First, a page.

• dwray47dwray47 Posts: 1
    Hello, I just joined and I sure could use some advice or help. I have a new 2006 Ford F150 Supercrew 2WD. The truck currently has BF Goodrich tires size 265-60-18. These tires feel every bump and crack in the road and are driving me crazy with the bumpy ride. I will not go into all the trouble I have had gone through to have these tires checked but after two two forced road balance, I had them checked on a spin balancer. Well they were out some and one had a flat spot in it. Ford is going to buy me a set of new tires. I wanted the Michelin 18 inch tire but they will not produce these again until 2007. I do not know why but they have stopped producing them as of now. I need someone to tell me what would be a good riding tire that does not bounce. Should I go with a different set of Goodrich Long Trail TA Radials?? How about the Yokohama or the Bridgestone HP. I pull a 20 Ft deck boat and a 26 FT TT Lite weight with my truck. Ford is going to replace the tires but I need some help trying to figure out what is the best tire out there in the 265-60-18 size. I know the Tire Rack reviews has the Yokohama rated #1 in the 18 inch tire. Any suggestions?? Looking for a good smooth ride and not much noise and something that will tow.
  • vppcvppc Posts: 58
    Hi, there!

    It's me again. I checked out Discount Tire Co. and see there are NUMEROUS stores in the Chicago area. Here are two prices I got for you:

    (1) Hankook 45,000 mile V-rated tire: $318.12 tax and all

    (2) Yokohama 70,000 mile H-rated tire: $445.92 tax and all


    Tire replacement is $10-$11 each depending on tire.

    How about that?

    - Alex
  • bottgersbottgers Posts: 2,030
    I will soon be replacing the the Goodyears on my Corolla because I simply can't stand these tires. I usually buy my tires from the Tire Rack as I can usually get the tires I'm looking for at the lowest price by doing so. I take my vehilces to an automotive service center on an Air Force base that only charges me $8 per tire to mount and balance.

    I have narrowed my choices down to the Kumho AS 795's and the Bridgestone LS-T's. I have a set of the 795's on my Tercel (which now belongs to my daughter) and I am very happy with these tires. The vast majority of customer reviews for both of these tires on the Tire Rack's web site are good so I don't think I'd be disappointed with either. However, I'm wondering if the Bridgestones are worth the higher price. The LS-T's can currently be had for $55.50 each (including a $50 rebate for a set of four), but they normally sell for $68. The 795's sell for only $36. The only real difference is the Kumho's are a 70K mile tire, whereas the Bridgestones are an 80K tire. Would it be worth spending the extra $76 (if purchased while the rebate is still offered) or $88 for the Bridgestones to get the extra 10K mileage rating? I know Bridgestone makes excellent tires, I just don't know if they're better than the Kumhos, or at least better enough to justify the difference in price.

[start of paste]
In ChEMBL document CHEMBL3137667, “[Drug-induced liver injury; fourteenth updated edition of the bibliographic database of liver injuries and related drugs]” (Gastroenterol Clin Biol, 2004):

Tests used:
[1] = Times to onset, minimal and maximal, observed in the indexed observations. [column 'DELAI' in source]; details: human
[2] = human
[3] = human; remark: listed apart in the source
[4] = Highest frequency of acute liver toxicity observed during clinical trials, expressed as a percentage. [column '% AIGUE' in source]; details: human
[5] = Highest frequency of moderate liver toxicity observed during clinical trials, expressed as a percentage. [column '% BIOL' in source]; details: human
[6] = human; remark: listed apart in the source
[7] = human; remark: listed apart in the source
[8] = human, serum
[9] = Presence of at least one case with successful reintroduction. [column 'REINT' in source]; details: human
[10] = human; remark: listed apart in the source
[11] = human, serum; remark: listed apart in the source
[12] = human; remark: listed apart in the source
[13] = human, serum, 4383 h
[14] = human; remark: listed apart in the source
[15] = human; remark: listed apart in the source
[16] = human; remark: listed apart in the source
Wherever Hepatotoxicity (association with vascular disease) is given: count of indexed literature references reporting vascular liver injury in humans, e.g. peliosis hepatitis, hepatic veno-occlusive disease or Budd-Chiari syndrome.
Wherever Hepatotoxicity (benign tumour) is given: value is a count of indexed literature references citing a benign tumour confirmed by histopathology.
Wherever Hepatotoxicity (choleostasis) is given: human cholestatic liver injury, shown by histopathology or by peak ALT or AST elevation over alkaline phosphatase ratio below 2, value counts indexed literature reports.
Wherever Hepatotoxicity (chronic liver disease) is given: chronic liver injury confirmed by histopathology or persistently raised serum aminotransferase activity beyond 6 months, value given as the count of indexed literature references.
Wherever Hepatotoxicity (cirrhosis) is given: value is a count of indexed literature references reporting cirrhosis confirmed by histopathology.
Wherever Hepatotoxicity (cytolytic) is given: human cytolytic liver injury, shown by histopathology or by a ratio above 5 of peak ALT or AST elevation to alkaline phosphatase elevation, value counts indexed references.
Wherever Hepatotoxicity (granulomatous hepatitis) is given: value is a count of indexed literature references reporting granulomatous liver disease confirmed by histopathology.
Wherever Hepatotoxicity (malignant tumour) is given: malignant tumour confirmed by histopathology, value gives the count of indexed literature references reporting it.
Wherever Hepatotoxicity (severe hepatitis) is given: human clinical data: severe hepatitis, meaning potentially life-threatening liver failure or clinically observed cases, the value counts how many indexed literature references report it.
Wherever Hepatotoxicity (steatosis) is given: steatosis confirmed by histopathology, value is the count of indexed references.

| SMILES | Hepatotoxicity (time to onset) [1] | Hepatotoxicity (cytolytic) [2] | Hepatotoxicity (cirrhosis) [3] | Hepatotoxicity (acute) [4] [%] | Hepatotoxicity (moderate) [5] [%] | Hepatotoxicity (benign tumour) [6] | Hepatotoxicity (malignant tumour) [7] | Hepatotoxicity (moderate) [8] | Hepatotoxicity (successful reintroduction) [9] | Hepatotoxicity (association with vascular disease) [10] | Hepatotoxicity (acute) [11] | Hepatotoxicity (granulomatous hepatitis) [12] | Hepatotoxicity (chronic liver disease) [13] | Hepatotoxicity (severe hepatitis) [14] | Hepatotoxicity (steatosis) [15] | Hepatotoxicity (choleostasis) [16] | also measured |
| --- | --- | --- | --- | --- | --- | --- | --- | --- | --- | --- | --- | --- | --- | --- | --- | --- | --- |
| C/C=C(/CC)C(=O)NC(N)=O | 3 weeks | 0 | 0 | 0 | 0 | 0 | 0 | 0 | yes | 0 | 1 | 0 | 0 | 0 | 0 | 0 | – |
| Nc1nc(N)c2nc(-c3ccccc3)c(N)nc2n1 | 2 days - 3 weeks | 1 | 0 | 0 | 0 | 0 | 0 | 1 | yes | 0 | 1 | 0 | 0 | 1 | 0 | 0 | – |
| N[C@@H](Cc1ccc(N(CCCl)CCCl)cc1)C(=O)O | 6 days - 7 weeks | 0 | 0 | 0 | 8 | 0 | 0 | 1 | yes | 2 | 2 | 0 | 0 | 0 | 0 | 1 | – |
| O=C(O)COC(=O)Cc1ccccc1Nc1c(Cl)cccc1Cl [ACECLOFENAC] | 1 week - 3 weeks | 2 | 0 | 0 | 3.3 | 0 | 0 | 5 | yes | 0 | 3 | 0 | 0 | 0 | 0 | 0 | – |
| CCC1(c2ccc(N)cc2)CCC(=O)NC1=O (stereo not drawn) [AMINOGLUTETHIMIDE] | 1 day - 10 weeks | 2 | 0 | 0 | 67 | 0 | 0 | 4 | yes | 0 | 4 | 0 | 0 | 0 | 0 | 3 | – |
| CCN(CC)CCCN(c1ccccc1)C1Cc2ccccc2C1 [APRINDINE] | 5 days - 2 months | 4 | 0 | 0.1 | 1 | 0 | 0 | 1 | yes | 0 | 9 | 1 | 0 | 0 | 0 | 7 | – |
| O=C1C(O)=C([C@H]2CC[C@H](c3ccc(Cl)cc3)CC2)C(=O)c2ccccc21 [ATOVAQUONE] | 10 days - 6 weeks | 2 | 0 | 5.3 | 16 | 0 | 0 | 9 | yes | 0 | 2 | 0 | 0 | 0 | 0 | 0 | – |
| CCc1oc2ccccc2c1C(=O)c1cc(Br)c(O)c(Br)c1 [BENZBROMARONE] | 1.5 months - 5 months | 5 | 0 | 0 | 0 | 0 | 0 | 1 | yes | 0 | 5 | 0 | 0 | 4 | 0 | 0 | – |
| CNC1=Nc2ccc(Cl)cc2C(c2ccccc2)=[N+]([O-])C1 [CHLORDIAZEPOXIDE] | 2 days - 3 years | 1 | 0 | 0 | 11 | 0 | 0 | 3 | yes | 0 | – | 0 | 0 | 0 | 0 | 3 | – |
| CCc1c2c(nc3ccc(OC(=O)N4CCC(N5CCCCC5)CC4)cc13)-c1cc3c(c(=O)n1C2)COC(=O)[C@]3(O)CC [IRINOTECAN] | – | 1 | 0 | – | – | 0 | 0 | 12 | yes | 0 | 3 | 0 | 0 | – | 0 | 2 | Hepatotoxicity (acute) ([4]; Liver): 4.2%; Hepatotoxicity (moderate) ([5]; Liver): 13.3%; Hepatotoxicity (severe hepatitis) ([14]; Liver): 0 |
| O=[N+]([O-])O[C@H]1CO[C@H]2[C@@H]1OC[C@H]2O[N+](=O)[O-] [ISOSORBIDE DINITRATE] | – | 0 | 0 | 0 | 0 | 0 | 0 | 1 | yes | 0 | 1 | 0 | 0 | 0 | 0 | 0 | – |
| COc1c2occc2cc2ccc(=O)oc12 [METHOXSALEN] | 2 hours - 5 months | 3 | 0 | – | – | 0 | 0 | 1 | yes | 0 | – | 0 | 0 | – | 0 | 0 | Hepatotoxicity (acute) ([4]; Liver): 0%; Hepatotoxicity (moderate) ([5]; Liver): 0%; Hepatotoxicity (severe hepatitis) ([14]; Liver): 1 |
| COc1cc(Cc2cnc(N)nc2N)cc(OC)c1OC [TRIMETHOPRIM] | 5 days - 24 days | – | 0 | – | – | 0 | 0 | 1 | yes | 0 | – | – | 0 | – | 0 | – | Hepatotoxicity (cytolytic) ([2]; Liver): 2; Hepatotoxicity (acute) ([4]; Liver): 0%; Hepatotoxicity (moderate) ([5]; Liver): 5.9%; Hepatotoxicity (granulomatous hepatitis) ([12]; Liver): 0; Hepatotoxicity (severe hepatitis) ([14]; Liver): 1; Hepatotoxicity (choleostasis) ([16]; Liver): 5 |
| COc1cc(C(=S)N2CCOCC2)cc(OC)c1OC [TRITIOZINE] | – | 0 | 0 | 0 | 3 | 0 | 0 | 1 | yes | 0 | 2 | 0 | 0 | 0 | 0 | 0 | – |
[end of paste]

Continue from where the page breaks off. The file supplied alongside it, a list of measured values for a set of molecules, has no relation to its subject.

• jipsterjipster Louisville, KentuckyPosts: 5,441
    big al, I'm surprised Walmart matched tireracks price on those tires. Doesn't Walmart having shipping charges on its tires as well?

    A lot of tire dealerships will say $100 a tire. Then say the price includes FREE mounting, balancing and valve stems. Which makes comparison/price matching shopping difficulty.
  • wlbrown9wlbrown9 Posts: 867
    Walmart on shipping (I looked up Michelin Cross Terrain for my Envoy)

    Item can only be shipped to a store, not to an address. There is no-cost shipping to a Wal-Mart Tire & Lube Express. Pay for the tires at the store.

    $9.76 plus tax for installation, new valve stem, lifetime rotation & balance and road hazard coverage (full replacement first 25%, prorated after that.)
  • vppcvppc Posts: 58

    I really couldn't tell you about the Kumho's, but I can tell you that the LS-T is an excellent choice. Besides the longer mileage, they have the UNI-T w/AQ-II technology which in lamens terms, the tread is an advanced design that allows superb wet and dry traction throughout the LIFE of the tire.

    Here are some real life examples: with the LS-T's, I was able to floor it from a stop AND slam my brakes to a stop, and DID NOT SLIDE! I can drive on curvy roads like they are dry pavement. The ride is smooooooth and corner well. Not to mention Firestone can offer the Tire Replacement program in which if a tire is defected or damaged beyond repair and the tread is 3/32 or higher, they will replace the tire FREE - only costing you an additional purchase of the protection plan. I opted for this, because the regular price for my tire size (215/60/16) was $110.99! And the protection plan is only around $10 per tire.

    Firestone also offers 90 Days Same As Cash on their credit card you can apply for - and oil changes only cost $17.49 for SYNTHETIC BLEND if you use the card.

    You can also purchase a LIFETIME ALIGNMENT PLAN for $99 if you haggle with the salesman. I did and it has paid for itself MANY TIMES.

    Firestone also does courtesy inspections in which they top off fluids and look for any problems while working on the car. They offer a COMPLETE inspection for $19.99 (give or take), but sometimes have coupons for FREE complete inspections.

    If you sign-up online at, you can have e-mail coupons that can save you further.